John Habergham, Myton Law, Hull U.K.
As I intimated in my earlier articles, there has been a significant element of The Law Commission having a look at certain aspects but acknowledging it is sufficiently in order and robust and concluding that nothing further needs doing. But some areas are subject to recommendation for change.
There is a proposal to codify the existing common law duty of disclosure – the effect is arbitrators have a continuing duty to disclose circumstances which might give rise to justifiable doubts as to their impartibility. This is to be embodied in statute.
There are proposals to strengthen the arbitrator’s immunity – an arbitrator will have no liability for resignation unless that resignation is shown to be unreasonable; and the arbitrator will incur no costs liability in respect of an application for the removal unless that arbitrator has acted in bad faith.
I had always thought that there should only be such immunity if the arbitrator had acted reasonably in, firstly, accepting an appointment and, secondly, when resigning.
The courts have powers to support arbitral proceedings and The Law Commission propose clarifying the powers available with regard to third parties. The proposal is to make outright the power to make awards against third parties and that there is no requirement for the court’s consent to an appeal that decision by the third party.
There are also proposals with regard to challenging the tribunal’s own ruling on its own jurisdiction. As I mentioned earlier, the question is whether such an application be a re-hearing or by way of appeal? The Commission has proposed that the court, on hearing such an application, should not consider any new grounds or objection or any new evidence unless the relevant party could not with reasonable diligence have put it before the Tribunal. So, subject to that caveat, it will not be a re-hearing but an appeal.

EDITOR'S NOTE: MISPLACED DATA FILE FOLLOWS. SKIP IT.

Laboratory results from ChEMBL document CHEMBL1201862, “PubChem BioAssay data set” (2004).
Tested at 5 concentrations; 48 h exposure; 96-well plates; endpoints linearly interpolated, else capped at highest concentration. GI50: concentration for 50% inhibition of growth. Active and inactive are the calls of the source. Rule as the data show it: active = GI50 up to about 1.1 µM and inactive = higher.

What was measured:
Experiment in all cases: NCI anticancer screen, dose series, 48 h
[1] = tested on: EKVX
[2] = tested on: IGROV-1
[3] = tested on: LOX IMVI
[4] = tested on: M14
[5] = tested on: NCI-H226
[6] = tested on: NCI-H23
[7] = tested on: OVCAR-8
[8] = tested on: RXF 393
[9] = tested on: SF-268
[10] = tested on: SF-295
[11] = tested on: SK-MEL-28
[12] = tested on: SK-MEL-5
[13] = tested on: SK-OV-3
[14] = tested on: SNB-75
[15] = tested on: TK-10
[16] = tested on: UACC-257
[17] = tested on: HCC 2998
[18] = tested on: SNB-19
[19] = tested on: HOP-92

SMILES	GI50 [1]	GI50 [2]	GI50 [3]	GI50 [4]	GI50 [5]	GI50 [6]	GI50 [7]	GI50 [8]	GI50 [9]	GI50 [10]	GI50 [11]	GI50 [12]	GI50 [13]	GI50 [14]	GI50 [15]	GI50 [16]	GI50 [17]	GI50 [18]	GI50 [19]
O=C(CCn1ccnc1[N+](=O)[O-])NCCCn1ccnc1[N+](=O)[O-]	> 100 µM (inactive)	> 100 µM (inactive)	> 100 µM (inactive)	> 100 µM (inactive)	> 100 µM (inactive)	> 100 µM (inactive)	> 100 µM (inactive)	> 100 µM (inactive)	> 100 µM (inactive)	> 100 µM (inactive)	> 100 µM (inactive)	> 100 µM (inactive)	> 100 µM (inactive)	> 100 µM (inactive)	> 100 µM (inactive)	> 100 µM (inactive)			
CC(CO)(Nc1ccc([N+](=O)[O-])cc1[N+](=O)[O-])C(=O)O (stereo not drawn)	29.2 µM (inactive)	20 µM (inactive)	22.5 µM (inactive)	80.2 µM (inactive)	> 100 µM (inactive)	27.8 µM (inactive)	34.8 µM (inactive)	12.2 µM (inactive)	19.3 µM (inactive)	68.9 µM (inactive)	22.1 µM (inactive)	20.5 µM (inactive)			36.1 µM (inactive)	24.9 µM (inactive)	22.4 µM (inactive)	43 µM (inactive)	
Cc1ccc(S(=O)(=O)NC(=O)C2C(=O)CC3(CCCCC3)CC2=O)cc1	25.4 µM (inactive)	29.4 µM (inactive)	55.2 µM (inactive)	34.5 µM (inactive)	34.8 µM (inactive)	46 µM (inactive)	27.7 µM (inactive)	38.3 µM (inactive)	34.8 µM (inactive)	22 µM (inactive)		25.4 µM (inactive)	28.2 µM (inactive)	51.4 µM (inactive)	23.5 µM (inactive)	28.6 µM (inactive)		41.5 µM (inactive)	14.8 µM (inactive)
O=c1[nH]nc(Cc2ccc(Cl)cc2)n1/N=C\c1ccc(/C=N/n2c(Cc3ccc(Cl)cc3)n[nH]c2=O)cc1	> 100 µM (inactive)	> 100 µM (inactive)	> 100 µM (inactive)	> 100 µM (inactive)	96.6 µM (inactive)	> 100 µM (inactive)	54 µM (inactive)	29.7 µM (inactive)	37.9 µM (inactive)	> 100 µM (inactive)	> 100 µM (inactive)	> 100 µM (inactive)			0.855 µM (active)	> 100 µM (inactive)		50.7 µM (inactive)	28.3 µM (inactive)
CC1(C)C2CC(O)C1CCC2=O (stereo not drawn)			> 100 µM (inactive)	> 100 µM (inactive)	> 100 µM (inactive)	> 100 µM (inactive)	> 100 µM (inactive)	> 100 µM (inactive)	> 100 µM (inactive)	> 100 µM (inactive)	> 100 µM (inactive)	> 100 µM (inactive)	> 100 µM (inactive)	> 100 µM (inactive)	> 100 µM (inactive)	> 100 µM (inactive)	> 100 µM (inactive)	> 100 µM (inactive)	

There is the introduction of a new rule as to the governing law of an arbitration agreement – the parties’ express agreement to a law to govern the arbitration agreement should be upheld, but if there is no such agreement, the law of the seat will apply.
This replaces the common law rule which was that where there is no specific choice of law as to the arbitration agreement, then the law governing the parent contract would be taken as implied; where there is no choice of governing law in the parent contract, the arbitration agreement should be governed by the law which is most closely associated with it. This was usually the law of the seat of arbitration.
Finally, with regard to summary disposal of references, an explicit power is to be granted to the tribunal to dispose of matters on a summary basis. The default rule is that the relevant threshold will be as per the court rules ie no real prospect of succeeding on the claim; but it’s a default and the parties are free to opt out of this. This has to be a welcome development but only arbitrators are robust enough in adopting it.